Dangerous drawers

Classification systems are useful for all sorts of people

Here are some of the areas in which categorisation is essential.

  • History (think of museums, libraries, archaeologists)
  • Scientific enquiry (think of detective work, genetic engineers, those finding cures for disease)
  • Politics (think of spin doctors, revolutionaries, those who spoil their ballot papers)
  • Food (think of cooks looking for ingredients, nutritionists, witches thinking up spells, supermarket owners)
  • Geography (think of explorers, anthropologists, map makers)
  • Journalism (think of war correspondents, political commentators, film critics).


Imagine you belong to one of the professions listed above. Can you think of some processes of categorisation that might come in handy?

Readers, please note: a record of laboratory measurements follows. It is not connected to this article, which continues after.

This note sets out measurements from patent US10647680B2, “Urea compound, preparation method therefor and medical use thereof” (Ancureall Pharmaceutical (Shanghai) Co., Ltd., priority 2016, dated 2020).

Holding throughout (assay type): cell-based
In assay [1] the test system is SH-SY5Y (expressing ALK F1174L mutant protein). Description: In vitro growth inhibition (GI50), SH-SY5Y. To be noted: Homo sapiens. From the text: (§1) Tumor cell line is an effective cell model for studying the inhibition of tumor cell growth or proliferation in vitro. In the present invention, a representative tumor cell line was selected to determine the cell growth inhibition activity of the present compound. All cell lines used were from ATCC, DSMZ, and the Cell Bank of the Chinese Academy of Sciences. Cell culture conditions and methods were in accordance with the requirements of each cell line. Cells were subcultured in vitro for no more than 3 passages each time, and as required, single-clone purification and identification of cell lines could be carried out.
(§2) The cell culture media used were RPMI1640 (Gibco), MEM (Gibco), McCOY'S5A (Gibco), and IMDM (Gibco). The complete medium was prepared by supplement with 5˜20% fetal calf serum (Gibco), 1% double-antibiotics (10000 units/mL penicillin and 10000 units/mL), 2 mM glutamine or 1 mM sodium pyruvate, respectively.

Example: A cook will organise her cupboards. She may place her spices in alphabetical order. Her recipe books might be sorted into subject areas such as 'food from different countries', 'food from different eras', 'food made by the most attractive celebrity chef'; 'food which didn't taste so good'.

But are there ways in which categorisation can be dangerous? Can fixed categories cause misconceptions or prejudice?

Is it ever dangerous to categorise knowledge?

Try to solve the following riddle?

A man and his son are driving along and get into a bad car accident. The ambulance shows up and takes them both to the hospital. The son is rushed into surgery. The doctor arrives in the operating room, looks down at the patient and says, 'I can't operate on this boy, he is my son.' How is this possible?

Answer on the next page